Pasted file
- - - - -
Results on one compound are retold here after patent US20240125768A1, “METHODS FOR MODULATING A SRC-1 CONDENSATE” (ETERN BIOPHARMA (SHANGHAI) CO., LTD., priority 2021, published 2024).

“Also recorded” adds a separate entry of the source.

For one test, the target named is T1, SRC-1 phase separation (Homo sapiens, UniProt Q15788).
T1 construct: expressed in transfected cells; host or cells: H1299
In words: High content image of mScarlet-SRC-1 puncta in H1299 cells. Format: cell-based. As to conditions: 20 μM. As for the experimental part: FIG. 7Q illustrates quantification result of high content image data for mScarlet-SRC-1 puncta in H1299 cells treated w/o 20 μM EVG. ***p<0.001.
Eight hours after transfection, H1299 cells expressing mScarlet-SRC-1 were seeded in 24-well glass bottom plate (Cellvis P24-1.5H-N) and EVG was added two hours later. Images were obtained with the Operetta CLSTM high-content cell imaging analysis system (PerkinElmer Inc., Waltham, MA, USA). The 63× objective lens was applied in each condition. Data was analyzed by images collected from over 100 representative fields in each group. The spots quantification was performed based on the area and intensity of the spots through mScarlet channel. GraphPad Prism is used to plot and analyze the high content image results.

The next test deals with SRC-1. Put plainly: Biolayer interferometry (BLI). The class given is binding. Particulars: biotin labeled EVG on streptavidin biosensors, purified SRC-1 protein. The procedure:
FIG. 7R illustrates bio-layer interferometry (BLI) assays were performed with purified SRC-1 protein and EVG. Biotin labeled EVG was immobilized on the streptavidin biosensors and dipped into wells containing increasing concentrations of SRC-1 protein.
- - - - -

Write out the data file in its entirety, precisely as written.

Results on one compound are retold here after patent US20240125768A1, “METHODS FOR MODULATING A SRC-1 CONDENSATE” (ETERN BIOPHARMA (SHANGHAI) CO., LTD., priority 2021, published 2024).

“Also recorded” adds a separate entry of the source.

For one test, the target named is T1, SRC-1 phase separation (Homo sapiens, UniProt Q15788).
T1 construct: expressed in transfected cells; host or cells: H1299
In words: High content image of mScarlet-SRC-1 puncta in H1299 cells. Format: cell-based. As to conditions: 20 μM. As for the experimental part: FIG. 7Q illustrates quantification result of high content image data for mScarlet-SRC-1 puncta in H1299 cells treated w/o 20 μM EVG. ***p<0.001.
Eight hours after transfection, H1299 cells expressing mScarlet-SRC-1 were seeded in 24-well glass bottom plate (Cellvis P24-1.5H-N) and EVG was added two hours later. Images were obtained with the Operetta CLSTM high-content cell imaging analysis system (PerkinElmer Inc., Waltham, MA, USA). The 63× objective lens was applied in each condition. Data was analyzed by images collected from over 100 representative fields in each group. The spots quantification was performed based on the area and intensity of the spots through mScarlet channel. GraphPad Prism is used to plot and analyze the high content image results.

The next test deals with SRC-1. Put plainly: Biolayer interferometry (BLI). The class given is binding. Particulars: biotin labeled EVG on streptavidin biosensors, purified SRC-1 protein. The procedure:
FIG. 7R illustrates bio-layer interferometry (BLI) assays were performed with purified SRC-1 protein and EVG. Biotin labeled EVG was immobilized on the streptavidin biosensors and dipped into wells containing increasing concentrations of SRC-1 protein.